Gowlaun Lake, Clifden by Deborah Watkins
Marie Louise followed with an outline of a proposed schedule of events which will contribute to the production of a Biodiversity Plan for Clifden. The idea is that people will start to engage each other on the subject and question what can be done in our town to best preserve and maintain the natural world. In this way, the process will become an interactive one where all ideas are welcomed and considered. You can get involved by joining some of the many activities over the next few weeks. There’s something for everyone and the events are spread over mornings and evenings with talks on garden bird identification, mammal tracking and even a bat walk! You can find out more information on Marie Louise’s website at www.aster.ie
Yes! We’ve had our second dry day in a row. In a row! Great cause for celebration and excitement after the last few weeks of non stop rain. Our poor hens have been trudging around in the swamp that used to be our garden looking very bedraggled and forlorn. I can detect a spring in their step to day which is catching..
Yesterday I left the breakfast dishes in the sink I was so keen to get outside and enjoy the sun. I went to visit a friend in Moyard, a small townland nearby and I stopped on the Bog road ( above ) to take some pictures en route. It’s near the spot where I took the blurry rain shots in a recent post, just a little further along the road. Here’s some more photos – just look at that blue sky below!
I remember taking some pictures not far from here last January and the sky was a similar bright blue colour. It’s striking when you see it reflected in the water pools as you can see in these next images.
I love the blackness of these turf stacks in the next shots, I suppose due to the fact that they are sodden with water.
Just look at this next one, it’s more like black iron or lava than turf..
Here’s the clip from RTE’s ‘Nationwide’ programme that aired last month. It features my work and my studio and also the Lavelle Art Gallery here in Clifden where myself and my husband Gavin make our living.
The picture below is the view from my top window where beyond the back garden, the gorse and the telegraph poles you can see Buttermilk hill. (You can also see the new hen run – almost finished, the girls playhouse – I leave the bunting out all Winter because it adds some cheer and Jellybean our ginger cat!
Here’s a better view of the hill (below) from Clifden’s National School. I’ve looked at it from this vantage point many times in the last eight years.. it always makes me think of a sleeping giant, the curves and hollows of a turned away face, it’s nose the highest point.
In all the time I’ve lived here, I’ve never climbed to the top of the Buttermilk so I made it a project this week and I brought my camera with me. This next photo is taken about half way up. I had to watch my footing as the ground was thick with tufty grasses, gorse and heather.
Such a great view already. This northern side of town has shrunk and seems to nestle cosily in the hills and mountains beyond. There’s colour among the russet grasses too and when I look closely, I spot some purple flowers and a brilliant red leafed plant.
At last the ‘nose’ of the hill was within reach..
When I got to the top, a plain of land was unveiled ahead and the lakes that provide our house with water.
The view along the Wesport Road and beyond was wonderful – St. Catherine’s nursing home with its long narrow avenue to the left and the Spire of St.Joseph’s church off to the right. I could pick out my own house and the bright green GAA pitch beyond it. The mountains looked magnificent, their peaks covered in mist and I had the feeling that they were closer at this vantage point even though this is a relatively small hill.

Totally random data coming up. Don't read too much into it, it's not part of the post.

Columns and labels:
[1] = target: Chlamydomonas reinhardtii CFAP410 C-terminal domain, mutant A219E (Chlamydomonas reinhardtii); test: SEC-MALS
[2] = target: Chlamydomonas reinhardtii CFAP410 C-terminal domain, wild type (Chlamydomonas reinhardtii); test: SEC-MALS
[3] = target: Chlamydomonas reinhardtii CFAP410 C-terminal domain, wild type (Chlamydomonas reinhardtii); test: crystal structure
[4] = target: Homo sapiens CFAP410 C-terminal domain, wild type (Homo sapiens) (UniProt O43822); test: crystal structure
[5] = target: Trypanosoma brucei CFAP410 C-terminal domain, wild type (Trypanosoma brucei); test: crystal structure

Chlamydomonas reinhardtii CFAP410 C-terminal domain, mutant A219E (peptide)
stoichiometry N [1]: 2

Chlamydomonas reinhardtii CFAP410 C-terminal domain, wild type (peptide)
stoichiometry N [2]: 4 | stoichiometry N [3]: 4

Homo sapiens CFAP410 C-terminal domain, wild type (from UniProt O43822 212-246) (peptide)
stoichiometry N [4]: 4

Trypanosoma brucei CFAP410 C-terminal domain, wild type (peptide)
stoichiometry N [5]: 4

One last picture looking further north – more clouds in this one and the curling line of Streamstown bay in the far distance.
I was tempted to keep walking but my time was limited so I made a promise to myself to return in the near future.
I booked a holiday earlier this year when the Autumn seemed like a very long time away. It’s been a long and full Summer and now that the month of October is almost here, I’m ready for a break and a change of scene! I won’t be posting while I’m away so you’ll hear from me again, revived and refreshed on Monday October 8th.
I’ll leave you with a song from The Dubliners who played here last week for the Clifden Arts festival. This one’s a favourite of mine and I think the perfect blend of writing and melody, with words by Patrick Kavanagh and music from the traditional song ‘The Dawning of the Day‘. As the story goes, the song was born when Luke Kelly of the Dubliners met Kavanagh in a pub in Dublin and it was agreed that Raglan Road should be sung as a ballad.
On Raglan Road
On Raglan Road on an Autumn day I met her first and knew
That her dark hair would weave a snare that I might one day rue;
I saw the danger, yet I walked along the enchanted way,
And I said, let grief be a fallen leaf at the dawning of the day.
On Grafton Street in November we tripped lightly along the ledge
Of the deep ravine where can be seen the worth of passion’s
The Queen of Hearts still making tarts and I not making hay –
O I loved too much and by such, by such, is happiness thrown
I gave her gifts of the mind, I gave her the secret sign that’s known
To the artists who have known the true gods of sound and stone
And words and tint. I did not stint for I gave her poems to say
With her own name there and her own dark hair like clouds over
fields of May.
On a quiet street where old ghosts meet I see her walking now
Away from me so hurriedly my reason must allow
That I had wooed not as I should a creature made of clay –
When the angel woos the clay he’d lose his wings at the dawn of
Patrick Kavanagh (1904-1967)
Cover image taken from a thrifty mrs.